is a sustainable, environmentally friendly, flexible ceramic/metal material with outstanding tribological properties that enables exciting new applications for for titanium

TiSurf® - New Solution Titanium

TiSurf® is a process that converts the surface of the metallic titanium into a ceramic titanium nitride.

The TiSurf® diffusion method transforms the titanium from the surface down through the metal, providing a hardness gradient that increases from the interior of the metal (115 ‐ 460 HV) through to the surface (up to 3 100 HV). The thickness of the titanium nitride layer can also be controlled in the conversion process.

TiSurf® provides real hybrid material possibilities!

TiSurf® is approved for titanium (grades 1, 2, 3, 4, 5, 7, 9 and 23) and zirconium.


  • Surface is 3x harder than hard chrome
  • Excellent tribological properties
  • Extremly low friction
  • High wear resistance
  • High strength-to-weight ratio
  • Exceptional good corrosion resistance
  • Biocompatible
  • Heat resistant
  • Non magnetic


  • Lower energy consumption
  • Reduced maintenance
  • High corrosion resistance
  • Ultra-low friction
  • Less lubrication
  • Lighter weight
  • Low-noise
  • Longer "green" lifecycle
  • Sustainability

Early applications

  • NASA satellite probe systems, seven projects since Cassini in 1997
  • Drivetrain and suspension in racing since 1992, e.g. F1, MX and LeMans
  • Separation of blood plasma
  • Blood vessel valves
  • Hydraulic rods for oil platforms


  • Aerospace industry
  • Automotive industry
  • Energy sector
  • Process industry
  • Off-shore industry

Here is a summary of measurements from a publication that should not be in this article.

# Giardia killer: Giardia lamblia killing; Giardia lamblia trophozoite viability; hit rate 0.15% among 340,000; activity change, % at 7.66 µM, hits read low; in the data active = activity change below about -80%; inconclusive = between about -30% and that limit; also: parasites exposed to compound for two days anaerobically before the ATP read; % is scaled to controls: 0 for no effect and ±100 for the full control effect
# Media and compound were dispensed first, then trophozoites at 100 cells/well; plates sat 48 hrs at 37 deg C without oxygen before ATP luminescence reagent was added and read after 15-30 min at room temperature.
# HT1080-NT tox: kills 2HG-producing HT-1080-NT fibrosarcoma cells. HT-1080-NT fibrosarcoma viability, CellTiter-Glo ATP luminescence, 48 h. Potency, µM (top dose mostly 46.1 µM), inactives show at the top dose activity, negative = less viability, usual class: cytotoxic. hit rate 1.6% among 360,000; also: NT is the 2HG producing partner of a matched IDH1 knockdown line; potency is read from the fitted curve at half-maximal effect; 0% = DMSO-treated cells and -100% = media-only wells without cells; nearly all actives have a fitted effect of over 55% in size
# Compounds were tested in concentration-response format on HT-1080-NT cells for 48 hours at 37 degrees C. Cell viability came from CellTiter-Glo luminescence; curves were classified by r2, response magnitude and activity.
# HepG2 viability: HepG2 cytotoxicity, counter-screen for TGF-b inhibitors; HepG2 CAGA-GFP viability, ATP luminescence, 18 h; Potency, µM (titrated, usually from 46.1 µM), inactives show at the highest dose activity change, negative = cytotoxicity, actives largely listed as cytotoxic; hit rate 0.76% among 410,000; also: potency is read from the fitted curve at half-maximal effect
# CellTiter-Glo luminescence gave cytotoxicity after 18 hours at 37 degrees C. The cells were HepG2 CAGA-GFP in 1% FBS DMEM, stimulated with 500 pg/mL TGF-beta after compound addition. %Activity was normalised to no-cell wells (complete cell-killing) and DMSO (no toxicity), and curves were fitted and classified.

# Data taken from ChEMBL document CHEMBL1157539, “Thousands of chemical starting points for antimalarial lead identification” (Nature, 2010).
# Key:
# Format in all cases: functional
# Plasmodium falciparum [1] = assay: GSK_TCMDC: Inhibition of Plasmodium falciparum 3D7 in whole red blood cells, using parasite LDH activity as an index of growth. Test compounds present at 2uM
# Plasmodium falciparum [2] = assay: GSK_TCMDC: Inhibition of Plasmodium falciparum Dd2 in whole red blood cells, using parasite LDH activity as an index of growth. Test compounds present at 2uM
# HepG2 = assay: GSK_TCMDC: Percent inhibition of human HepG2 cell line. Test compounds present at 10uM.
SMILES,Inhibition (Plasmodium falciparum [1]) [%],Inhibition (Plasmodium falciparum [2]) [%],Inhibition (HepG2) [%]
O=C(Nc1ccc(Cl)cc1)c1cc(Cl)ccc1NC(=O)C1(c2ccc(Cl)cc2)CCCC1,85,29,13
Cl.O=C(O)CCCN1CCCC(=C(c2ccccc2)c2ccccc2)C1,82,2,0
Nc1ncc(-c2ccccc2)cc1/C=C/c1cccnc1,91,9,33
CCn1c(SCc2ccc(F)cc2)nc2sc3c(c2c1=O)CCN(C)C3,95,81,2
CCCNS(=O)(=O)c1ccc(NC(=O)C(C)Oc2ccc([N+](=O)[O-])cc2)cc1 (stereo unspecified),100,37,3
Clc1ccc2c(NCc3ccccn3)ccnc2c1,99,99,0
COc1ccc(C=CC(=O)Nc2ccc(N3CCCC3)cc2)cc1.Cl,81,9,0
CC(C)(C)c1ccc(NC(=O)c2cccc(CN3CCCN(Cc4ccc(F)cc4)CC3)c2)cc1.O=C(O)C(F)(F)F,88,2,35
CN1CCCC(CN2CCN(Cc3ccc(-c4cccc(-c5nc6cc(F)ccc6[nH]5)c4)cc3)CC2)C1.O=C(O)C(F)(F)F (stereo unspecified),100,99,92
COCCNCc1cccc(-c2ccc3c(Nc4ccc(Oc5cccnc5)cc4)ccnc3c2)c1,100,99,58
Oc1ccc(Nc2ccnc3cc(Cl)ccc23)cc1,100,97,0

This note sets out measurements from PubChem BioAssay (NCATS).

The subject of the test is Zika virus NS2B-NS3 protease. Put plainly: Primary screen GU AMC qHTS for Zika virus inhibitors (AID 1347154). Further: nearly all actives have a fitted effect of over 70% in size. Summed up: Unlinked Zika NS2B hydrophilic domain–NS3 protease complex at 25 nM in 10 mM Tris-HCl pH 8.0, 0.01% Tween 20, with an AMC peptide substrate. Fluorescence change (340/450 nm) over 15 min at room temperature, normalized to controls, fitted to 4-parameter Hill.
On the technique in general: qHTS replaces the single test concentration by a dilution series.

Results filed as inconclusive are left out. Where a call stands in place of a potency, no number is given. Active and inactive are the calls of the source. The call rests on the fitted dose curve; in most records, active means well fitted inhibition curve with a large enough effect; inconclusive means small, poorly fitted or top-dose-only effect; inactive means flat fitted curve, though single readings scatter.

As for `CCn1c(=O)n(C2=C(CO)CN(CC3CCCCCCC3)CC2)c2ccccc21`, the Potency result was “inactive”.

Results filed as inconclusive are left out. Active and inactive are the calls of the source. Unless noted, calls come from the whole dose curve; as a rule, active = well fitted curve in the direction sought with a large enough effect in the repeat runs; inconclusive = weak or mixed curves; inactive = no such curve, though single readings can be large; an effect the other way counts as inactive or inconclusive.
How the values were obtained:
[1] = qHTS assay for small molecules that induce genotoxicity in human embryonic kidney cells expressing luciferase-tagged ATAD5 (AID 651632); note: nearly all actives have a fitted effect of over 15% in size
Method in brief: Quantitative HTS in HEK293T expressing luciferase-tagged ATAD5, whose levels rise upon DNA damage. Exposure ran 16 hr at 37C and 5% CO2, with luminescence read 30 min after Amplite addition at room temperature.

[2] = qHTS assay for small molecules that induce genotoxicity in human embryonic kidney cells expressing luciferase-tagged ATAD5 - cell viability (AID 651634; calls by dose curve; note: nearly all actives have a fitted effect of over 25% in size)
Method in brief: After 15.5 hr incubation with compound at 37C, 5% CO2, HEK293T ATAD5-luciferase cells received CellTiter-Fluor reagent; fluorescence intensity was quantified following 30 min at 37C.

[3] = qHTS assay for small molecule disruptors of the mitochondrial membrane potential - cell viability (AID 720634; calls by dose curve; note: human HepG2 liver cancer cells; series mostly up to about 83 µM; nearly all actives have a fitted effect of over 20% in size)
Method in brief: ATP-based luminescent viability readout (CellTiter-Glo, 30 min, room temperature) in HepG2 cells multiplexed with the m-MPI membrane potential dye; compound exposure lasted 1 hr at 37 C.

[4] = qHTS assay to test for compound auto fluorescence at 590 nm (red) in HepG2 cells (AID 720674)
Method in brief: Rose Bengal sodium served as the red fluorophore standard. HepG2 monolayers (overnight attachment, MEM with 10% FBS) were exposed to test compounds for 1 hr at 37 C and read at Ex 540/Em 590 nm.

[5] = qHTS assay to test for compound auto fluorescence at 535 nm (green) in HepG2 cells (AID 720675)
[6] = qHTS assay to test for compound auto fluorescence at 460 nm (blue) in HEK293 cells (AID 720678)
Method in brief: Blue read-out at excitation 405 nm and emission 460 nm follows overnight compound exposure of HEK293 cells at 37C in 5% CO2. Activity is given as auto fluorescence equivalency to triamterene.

• Marine industry
  • Medical industry
  • Consumer market


  • Shafts
  • Tubes
  • Fixings
  • Bearings
  • Pistons
  • Bolts and nuts
  • Cylinders
  • Valves
  • Hydraulic systems
  • Prostheses


  • New constructions/ structures
  • New designs
  • Lighter structures
  • More energy efficient
  • Improved environment
  • More profitable business
  • Increased competitiveness through improved production methods
TiSurf components
TiSurf components

TiSurf® 1 & 3

TiSurf® is a ceramic/metal hybrid material with a surface of titanium nitride and a core of titanium. The titanium surface is chemically converted to titanium nitride by means of a depth hardening nitration process that is patent-pending. (TiSurf® Trademark EU: 014632822 and US: 5,070,814)

TiSurf® 1

TiSurf® 1 processing consists of nitration in a vacuum. The process can be steered to provide the relevant functional characteristics of the titanium components. It is appropriate for all applications where extended service intervals and reduced friction are desired, such as in piston rods, hydraulic details, tubes, valves and fasteners. TiSurf® 1 is well suited to implement as a step in a value chain for traditional industry production, including turning and milling.

TiSurf® 3

TiSurf® 3 processing combines ”double” hardening nitration, over pressure (HIP) and quenching. It provides a deeper hardening than TiSurf® 1. Every step in the process, nitration, HIP and quenching, can be controlled to design the functionality of the components.

It is suitable for high performance applications, eg. aerospace, defense, process, and energy industries. TiSurf® 3 is ideal as part of a value chain with net shape production, such as 3D printing and pressing of powder. TiSurf® 3 (Patent: SE540497C2).

A hardening, not a coating


  • A surface hardening, not a coating
  • Becomes “one” with the substrate
  • Nitrogen diffuses into the substrate’s titanium surface and converts the surface to titanium nitride (TiN)
  • The result is a compact hybrid material of ceramic and metal

Versus other methods

PVD, Physical Vapor Deposition:
  • A physical process where a thin layer of the film material (e.g. TiN) is deposited on the substrate through condensation